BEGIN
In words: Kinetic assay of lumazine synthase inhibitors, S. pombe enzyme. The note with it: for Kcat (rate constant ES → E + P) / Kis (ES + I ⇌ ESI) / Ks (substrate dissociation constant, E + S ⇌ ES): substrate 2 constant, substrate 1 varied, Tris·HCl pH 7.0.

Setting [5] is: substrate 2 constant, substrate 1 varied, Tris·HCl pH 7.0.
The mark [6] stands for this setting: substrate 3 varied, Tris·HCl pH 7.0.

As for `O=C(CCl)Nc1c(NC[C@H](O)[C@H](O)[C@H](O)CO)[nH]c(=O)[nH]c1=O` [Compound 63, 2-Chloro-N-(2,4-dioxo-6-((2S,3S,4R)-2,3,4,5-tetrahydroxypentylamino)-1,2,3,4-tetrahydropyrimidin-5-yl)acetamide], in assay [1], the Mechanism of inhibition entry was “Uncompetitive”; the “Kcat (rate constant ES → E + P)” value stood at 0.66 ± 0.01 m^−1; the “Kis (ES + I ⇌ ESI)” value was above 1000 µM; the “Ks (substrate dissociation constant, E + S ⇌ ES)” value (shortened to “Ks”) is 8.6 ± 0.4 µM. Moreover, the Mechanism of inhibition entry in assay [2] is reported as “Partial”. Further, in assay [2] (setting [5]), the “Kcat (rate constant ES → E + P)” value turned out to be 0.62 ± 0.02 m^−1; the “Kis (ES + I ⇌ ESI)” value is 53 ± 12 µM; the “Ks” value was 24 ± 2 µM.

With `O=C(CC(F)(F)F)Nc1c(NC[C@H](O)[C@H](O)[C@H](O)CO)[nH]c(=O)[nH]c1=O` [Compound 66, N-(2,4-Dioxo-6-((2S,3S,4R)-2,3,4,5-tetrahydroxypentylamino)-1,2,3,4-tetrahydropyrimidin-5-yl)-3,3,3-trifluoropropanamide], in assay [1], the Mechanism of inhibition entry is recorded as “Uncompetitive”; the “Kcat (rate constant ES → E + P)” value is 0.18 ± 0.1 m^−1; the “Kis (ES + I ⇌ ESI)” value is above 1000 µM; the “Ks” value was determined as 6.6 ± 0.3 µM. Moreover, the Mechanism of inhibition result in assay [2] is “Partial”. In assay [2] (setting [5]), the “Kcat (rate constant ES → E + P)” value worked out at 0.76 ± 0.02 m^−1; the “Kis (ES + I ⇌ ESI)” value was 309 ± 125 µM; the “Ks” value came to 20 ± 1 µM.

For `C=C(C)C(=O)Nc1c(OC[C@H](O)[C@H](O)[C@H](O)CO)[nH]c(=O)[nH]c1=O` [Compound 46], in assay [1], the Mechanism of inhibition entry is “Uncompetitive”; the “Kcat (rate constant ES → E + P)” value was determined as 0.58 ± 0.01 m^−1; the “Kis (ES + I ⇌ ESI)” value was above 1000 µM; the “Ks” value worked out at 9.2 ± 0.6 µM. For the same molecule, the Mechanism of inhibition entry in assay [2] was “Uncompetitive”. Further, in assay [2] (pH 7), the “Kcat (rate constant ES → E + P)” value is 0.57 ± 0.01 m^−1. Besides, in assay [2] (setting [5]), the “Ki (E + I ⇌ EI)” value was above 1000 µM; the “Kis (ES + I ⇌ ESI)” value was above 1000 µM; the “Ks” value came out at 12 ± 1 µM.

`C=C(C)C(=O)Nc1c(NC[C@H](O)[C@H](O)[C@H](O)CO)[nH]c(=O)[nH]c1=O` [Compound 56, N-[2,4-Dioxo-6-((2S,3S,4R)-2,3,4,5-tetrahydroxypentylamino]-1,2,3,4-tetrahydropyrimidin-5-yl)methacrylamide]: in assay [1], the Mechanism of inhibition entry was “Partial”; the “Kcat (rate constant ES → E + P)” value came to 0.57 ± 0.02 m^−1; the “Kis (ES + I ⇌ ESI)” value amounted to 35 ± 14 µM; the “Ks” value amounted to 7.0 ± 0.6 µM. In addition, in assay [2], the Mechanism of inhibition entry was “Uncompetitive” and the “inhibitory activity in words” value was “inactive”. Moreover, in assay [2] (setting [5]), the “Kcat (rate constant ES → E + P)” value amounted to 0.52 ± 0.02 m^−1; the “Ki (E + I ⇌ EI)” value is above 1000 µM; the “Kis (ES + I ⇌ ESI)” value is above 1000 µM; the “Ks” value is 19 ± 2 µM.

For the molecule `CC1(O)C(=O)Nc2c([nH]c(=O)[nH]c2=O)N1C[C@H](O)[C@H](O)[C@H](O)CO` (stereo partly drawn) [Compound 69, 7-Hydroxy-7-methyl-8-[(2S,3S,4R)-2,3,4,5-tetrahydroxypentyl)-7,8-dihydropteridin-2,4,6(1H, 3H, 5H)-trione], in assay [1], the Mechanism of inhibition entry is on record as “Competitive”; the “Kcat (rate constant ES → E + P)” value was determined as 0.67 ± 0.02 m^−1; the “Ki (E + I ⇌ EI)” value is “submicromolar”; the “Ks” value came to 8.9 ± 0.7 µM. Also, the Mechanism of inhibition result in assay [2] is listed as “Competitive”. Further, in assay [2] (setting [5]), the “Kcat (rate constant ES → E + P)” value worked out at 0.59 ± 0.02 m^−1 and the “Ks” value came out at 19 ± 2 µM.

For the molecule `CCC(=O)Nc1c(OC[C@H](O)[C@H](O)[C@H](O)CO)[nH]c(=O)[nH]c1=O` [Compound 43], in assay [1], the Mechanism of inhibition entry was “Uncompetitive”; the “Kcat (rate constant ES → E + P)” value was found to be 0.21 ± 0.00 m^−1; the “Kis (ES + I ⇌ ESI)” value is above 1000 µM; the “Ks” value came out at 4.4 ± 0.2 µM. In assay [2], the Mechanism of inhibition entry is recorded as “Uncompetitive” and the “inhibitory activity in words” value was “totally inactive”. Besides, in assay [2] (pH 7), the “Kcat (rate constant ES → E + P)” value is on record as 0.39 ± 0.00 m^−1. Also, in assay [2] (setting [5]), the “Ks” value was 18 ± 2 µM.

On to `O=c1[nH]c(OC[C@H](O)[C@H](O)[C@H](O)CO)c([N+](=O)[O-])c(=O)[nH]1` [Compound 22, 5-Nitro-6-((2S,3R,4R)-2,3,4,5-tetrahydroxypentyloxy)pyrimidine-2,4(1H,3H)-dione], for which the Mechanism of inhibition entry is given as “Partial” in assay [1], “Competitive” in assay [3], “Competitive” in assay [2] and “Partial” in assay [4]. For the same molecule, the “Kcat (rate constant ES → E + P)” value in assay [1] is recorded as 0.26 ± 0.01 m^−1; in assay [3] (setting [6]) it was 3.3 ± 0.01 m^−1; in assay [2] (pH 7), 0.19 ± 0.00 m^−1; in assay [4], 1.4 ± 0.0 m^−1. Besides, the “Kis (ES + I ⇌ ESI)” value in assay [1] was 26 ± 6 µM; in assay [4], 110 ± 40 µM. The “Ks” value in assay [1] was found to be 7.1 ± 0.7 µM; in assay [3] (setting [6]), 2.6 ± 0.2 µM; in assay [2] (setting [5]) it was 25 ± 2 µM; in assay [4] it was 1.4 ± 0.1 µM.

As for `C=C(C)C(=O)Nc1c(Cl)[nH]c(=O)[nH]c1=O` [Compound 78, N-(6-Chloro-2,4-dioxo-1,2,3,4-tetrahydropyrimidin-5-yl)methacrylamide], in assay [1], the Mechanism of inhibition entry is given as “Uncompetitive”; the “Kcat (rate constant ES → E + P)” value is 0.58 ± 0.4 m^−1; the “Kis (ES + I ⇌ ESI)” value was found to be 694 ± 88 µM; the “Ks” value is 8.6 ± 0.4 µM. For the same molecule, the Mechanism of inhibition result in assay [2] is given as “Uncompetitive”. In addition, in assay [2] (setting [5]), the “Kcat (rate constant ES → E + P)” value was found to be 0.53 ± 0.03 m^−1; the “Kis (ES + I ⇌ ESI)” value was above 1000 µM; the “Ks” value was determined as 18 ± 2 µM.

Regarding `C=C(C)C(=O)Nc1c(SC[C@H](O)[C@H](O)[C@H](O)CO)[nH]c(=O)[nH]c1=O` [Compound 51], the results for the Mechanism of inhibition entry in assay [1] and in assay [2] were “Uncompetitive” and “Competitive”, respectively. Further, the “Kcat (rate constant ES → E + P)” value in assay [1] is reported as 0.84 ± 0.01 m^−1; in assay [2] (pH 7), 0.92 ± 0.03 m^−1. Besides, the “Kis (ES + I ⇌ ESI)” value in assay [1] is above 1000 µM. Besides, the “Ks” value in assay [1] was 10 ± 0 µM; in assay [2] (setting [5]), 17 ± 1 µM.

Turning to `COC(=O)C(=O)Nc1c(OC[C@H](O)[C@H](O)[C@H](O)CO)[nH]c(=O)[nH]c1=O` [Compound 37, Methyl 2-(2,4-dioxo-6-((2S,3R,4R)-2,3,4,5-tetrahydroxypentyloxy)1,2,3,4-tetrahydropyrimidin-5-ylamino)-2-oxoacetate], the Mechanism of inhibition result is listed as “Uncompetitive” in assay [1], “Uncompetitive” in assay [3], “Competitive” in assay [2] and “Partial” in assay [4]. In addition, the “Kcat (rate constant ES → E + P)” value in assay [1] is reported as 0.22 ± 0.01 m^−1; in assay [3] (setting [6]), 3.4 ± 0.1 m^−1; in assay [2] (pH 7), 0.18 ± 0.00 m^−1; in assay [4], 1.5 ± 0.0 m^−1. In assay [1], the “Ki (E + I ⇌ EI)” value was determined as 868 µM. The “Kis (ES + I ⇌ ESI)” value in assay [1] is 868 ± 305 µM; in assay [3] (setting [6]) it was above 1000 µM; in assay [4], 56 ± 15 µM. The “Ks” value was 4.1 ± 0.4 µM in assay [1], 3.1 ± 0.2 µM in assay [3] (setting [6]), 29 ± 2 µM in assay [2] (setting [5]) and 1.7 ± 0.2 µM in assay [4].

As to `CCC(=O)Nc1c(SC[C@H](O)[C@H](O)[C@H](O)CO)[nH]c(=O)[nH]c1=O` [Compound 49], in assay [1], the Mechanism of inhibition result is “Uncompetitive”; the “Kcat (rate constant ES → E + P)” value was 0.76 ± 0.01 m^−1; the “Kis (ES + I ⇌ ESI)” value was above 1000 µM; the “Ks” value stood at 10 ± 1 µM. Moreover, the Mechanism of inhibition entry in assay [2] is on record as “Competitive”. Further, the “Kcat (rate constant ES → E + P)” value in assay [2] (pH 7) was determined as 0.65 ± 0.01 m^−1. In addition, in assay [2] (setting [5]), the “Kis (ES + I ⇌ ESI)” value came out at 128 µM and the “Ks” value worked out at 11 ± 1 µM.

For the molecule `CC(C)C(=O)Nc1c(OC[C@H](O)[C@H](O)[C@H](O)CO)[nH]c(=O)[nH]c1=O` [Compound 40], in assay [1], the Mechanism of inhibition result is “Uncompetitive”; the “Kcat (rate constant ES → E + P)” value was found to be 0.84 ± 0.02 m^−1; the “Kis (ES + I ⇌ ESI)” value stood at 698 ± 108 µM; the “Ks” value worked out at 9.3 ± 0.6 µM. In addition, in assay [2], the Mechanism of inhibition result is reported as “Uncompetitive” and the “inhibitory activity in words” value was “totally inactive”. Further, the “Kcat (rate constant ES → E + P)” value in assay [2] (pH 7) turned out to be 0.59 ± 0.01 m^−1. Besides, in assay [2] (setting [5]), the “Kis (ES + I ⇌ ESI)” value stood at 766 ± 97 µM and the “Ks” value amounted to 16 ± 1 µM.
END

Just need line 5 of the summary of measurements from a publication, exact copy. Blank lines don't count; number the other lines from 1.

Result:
With `O=C(CC(F)(F)F)Nc1c(NC[C@H](O)[C@H](O)[C@H](O)CO)[nH]c(=O)[nH]c1=O` [Compound 66, N-(2,4-Dioxo-6-((2S,3S,4R)-2,3,4,5-tetrahydroxypentylamino)-1,2,3,4-tetrahydropyrimidin-5-yl)-3,3,3-trifluoropropanamide], in assay [1], the Mechanism of inhibition entry is recorded as “Uncompetitive”; the “Kcat (rate constant ES → E + P)” value is 0.18 ± 0.1 m^−1; the “Kis (ES + I ⇌ ESI)” value is above 1000 µM; the “Ks” value was determined as 6.6 ± 0.3 µM. Moreover, the Mechanism of inhibition result in assay [2] is “Partial”. In assay [2] (setting [5]), the “Kcat (rate constant ES → E + P)” value worked out at 0.76 ± 0.02 m^−1; the “Kis (ES + I ⇌ ESI)” value was 309 ± 125 µM; the “Ks” value came to 20 ± 1 µM.